Re: [p2pi] WG Review: Application-Layer Traffic Optimization (alto)

Marshall Eubanks <> Fri, 10 October 2008 12:01 UTC

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Subject: Re: [p2pi] WG Review: Application-Layer Traffic Optimization (alto)
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I support this moving forward. My reading of the room in Dublin was  
that there was serious support
for this and certainly a critical mass to move forward.

Some comments in the charter below. This document clearly needs some  
more work. As a overall comment,
I think it is premature to discuss ALTO "servers" and would keep the  
charter focused on describing
the ALTO "service." I do not see consensus at this moment as to a  
central service solution versus a distributed


On Oct 6, 2008, at 4:35 PM, IESG Secretary wrote:

> A new IETF working group has been proposed in the Applications  
> Area.  The
> IESG has not made any determination as yet.  The following draft  
> charter
> was submitted, and is provided for informational purposes only.   
> Please
> send your comments to the IESG mailing list ( by Monday,
> October 13, 2008.
> Application-Layer Traffic Optimization (alto)
> =============================================
> Last Modified: 2008-09-29
> Current Status: Proposed Working Group
> Chair(s): TBD
> Applications Area Director(s):
> Lisa Dusseault (lisa at
> Chris Newman (Chris.Newman at
> Applications Area Advisor:
> Lisa Dusseault (lisa at
> Mailing List:
> General Discussion: p2pi at
> To Subscribe:
> Archive:
> Description of Working Group:
> A significant part of the Internet traffic today is generated by
> peer-to-peer (P2P) applications used for file sharing, real-time
> communications, and live media streaming.  P2P applications exchange
> large amounts of data, often uploading as much as downloading.  In
> contrast to client/server architectures, P2P applications often have
> a selection of peers and must choose.

s/choose/choose the best peer or peers to exchange data with/

> One of the advantages of P2P systems comes from redundancy in resource
> availability.  This requires choosing among download locations, yet
> applications have at best incomplete information about the topology of
> the network.  Applications can sometimes make empirical measurements
> of link performance, but even when this is an option it takes time.
> The application cannot always start out with an optimal arrangement of
> peers, thus causing at least temporary reduced performance and
> excessive cross-domain traffic.  Providing more information for use in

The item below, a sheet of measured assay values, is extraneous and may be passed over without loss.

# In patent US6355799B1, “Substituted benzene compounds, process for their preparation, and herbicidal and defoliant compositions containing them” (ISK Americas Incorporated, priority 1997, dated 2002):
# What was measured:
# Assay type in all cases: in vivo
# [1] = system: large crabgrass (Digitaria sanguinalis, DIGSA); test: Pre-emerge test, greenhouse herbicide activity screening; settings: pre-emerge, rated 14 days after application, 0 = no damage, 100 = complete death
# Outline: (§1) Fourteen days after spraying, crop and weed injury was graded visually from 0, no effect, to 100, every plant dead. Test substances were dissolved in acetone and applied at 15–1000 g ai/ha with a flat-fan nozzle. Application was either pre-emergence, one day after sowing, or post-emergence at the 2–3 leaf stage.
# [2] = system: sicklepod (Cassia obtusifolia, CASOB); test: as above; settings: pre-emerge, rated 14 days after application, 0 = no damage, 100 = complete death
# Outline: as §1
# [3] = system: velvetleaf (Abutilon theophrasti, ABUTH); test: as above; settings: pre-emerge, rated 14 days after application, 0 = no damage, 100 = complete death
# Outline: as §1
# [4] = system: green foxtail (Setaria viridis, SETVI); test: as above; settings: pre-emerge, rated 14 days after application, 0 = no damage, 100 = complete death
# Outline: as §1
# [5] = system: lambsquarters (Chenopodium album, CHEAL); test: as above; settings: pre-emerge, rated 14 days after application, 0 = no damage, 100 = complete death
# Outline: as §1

> peer selection can improve P2P performance and lower ISP costs.
> The Working Group will design and specify an Application-Layer Traffic
> Optimization (ALTO) service that will provide applications with
> information to perform better-than-random initial peer selection.
> ALTO services may take different approaches at balancing factors
> including maximum bandwidth, minimum cross-domain traffic, lowest cost
> to the user, etc.  The WG will consider the needs of BitTorrent,
> tracker-less P2P, and other applications, such as content delivery
> networks (CDN) and mirror selection.
> The WG will focus on the following items:
> - A "problem statement" document providing a description of the
>  problem and a common terminology.
> - A requirements document.  This document will list requirements for
> the ALTO service, identifying, for example, what kind of information
> P2P applications will need for optimizing their choices.
> - A request/response protocol for querying the ALTO service to obtain
> information useful for peer selection, and a format for requests and
> responses.   The WG does not require intermediaries between the ALTO

This is strange wording, as WG themselves are not protocols.

More fundamentally, is this a requirement ? If so, it seems premature  
before a requirements draft is adopted.
Saying "The ALTO server" here also seems limiting - is there a  
solution draft describing a server ?
Others have already commented on central servers versus a distributed  
system, and to
me the charter is not the place to make such decisions.

I would remove this sentence entirely.

> server and the peer querying it.  If the requirements analysis  
> identifies
> the need to allow clients to delegate third-parties to query the ALTO
> service on their behalf, the WG will ensure that the protocol  
> provides a
> mechanism to assert the consent of the delegating client.
> - A document defining core request and response formats and  
> semantics to
> communicate network preferences to applications.  Since ALTO  
> services may
> be run by entities with different level of knowledge about the  
> underlying
> network, such  preferences may have different representations.  
> Initially
> the WG will consider: IP ranges to prefer and to avoid, ranked lists